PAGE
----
In Holy Week, many clergy re-affirm their call to ministry at the Chrism Service, and to have I am your servant – let it be to me according to your will in the forefront of our minds can’t but help sustain ministry, whether ordained or not.

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On the Lord’s Prayer

Lord's Prayer

Prayers inspired by the Lord’s Prayer

I recently had to collect some prayers based around the Lord’s Prayer; some I sourced elsewhere, some I wrote myself. They are gathered together under the stanzas of the Prayer.

Our Father, who art in heaven

A Prayer to God our Father
Lord God, Jesus taught us to call you Father. Help us to grow in our understanding of you, that we may better each day learn to trust you, and to love you.

Remind us of the thrill a toddler feels when being swept up securely in a father’s arms; help us share in the glee of a child playing pranks with a parent.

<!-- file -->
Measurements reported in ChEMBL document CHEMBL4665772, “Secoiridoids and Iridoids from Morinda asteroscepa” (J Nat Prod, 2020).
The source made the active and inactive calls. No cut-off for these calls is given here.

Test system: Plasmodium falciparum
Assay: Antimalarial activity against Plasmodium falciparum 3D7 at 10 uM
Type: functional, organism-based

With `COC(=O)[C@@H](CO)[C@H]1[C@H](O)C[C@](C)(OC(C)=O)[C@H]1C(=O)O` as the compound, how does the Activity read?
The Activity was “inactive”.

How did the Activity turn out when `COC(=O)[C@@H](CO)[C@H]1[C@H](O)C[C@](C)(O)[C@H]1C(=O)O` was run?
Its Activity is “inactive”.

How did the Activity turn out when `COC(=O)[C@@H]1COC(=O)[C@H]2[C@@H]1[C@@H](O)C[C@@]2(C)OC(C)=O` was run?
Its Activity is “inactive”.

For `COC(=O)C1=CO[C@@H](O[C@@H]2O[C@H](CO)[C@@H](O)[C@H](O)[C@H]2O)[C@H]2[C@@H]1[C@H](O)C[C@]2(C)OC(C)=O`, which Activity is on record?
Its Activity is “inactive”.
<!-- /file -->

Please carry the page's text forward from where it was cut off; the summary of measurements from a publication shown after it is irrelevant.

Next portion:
As we feel the lifting angst of the teenager taking insoluble homework problems to a parent who can unlock answers; and the adrenaline rush of the learner driver discovering new skills with dad, so may we feel our relationship with you broadening, enriching and deepening.

Father God, may your love for us be reflected back in our love for you. Amen.

A Father’s Prayer
Lord, I need your special care. Like your earthly father, Joseph, I want to do God’s will, even if I may not always understand. Make me gentle and self less in the care of my family and children; help me guide them in the toils and troubles, the happiness and wonders of this life.

Like my father in heaven, Continue reading ‘On the Lord’s Prayer’

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Spirit of Christmas – past?

Lectionary and church diary purists hate it: that ‘Christmas nowadays appears to start in about October, and be over by Christmas Eve’, or certainly by Boxing Day. That’s not Christmas – clergy are heard muttering – that’s Advent… However, maintaining the cry that ‘the Christmas season starts on Christmas Day and carries on until the feast of Epiphany’ is about as useful as King Canute commanding the halt of the incoming tide; despite the popularity of the carol ‘The 12 Days of Christmas’.